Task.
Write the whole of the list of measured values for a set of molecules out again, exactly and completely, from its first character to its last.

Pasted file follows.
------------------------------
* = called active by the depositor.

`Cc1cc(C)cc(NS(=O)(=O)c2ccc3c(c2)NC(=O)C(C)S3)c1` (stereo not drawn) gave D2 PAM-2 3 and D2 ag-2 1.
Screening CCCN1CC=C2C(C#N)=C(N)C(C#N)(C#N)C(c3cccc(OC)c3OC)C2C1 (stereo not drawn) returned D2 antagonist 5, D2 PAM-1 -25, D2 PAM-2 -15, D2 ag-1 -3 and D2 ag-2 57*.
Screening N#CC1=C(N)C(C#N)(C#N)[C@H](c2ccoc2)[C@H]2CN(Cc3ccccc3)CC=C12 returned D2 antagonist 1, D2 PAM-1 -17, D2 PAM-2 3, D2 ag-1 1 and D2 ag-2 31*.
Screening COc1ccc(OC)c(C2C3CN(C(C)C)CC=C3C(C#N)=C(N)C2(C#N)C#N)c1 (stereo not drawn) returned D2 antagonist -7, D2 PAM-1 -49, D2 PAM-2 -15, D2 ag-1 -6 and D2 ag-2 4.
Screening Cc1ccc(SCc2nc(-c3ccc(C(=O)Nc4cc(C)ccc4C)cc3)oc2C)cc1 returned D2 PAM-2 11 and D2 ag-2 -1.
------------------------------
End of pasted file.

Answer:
* = called active by the depositor.

`Cc1cc(C)cc(NS(=O)(=O)c2ccc3c(c2)NC(=O)C(C)S3)c1` (stereo not drawn) gave D2 PAM-2 3 and D2 ag-2 1.
Screening CCCN1CC=C2C(C#N)=C(N)C(C#N)(C#N)C(c3cccc(OC)c3OC)C2C1 (stereo not drawn) returned D2 antagonist 5, D2 PAM-1 -25, D2 PAM-2 -15, D2 ag-1 -3 and D2 ag-2 57*.
Screening N#CC1=C(N)C(C#N)(C#N)[C@H](c2ccoc2)[C@H]2CN(Cc3ccccc3)CC=C12 returned D2 antagonist 1, D2 PAM-1 -17, D2 PAM-2 3, D2 ag-1 1 and D2 ag-2 31*.
Screening COc1ccc(OC)c(C2C3CN(C(C)C)CC=C3C(C#N)=C(N)C2(C#N)C#N)c1 (stereo not drawn) returned D2 antagonist -7, D2 PAM-1 -49, D2 PAM-2 -15, D2 ag-1 -6 and D2 ag-2 4.
Screening Cc1ccc(SCc2nc(-c3ccc(C(=O)Nc4cc(C)ccc4C)cc3)oc2C)cc1 returned D2 PAM-2 11 and D2 ag-2 -1.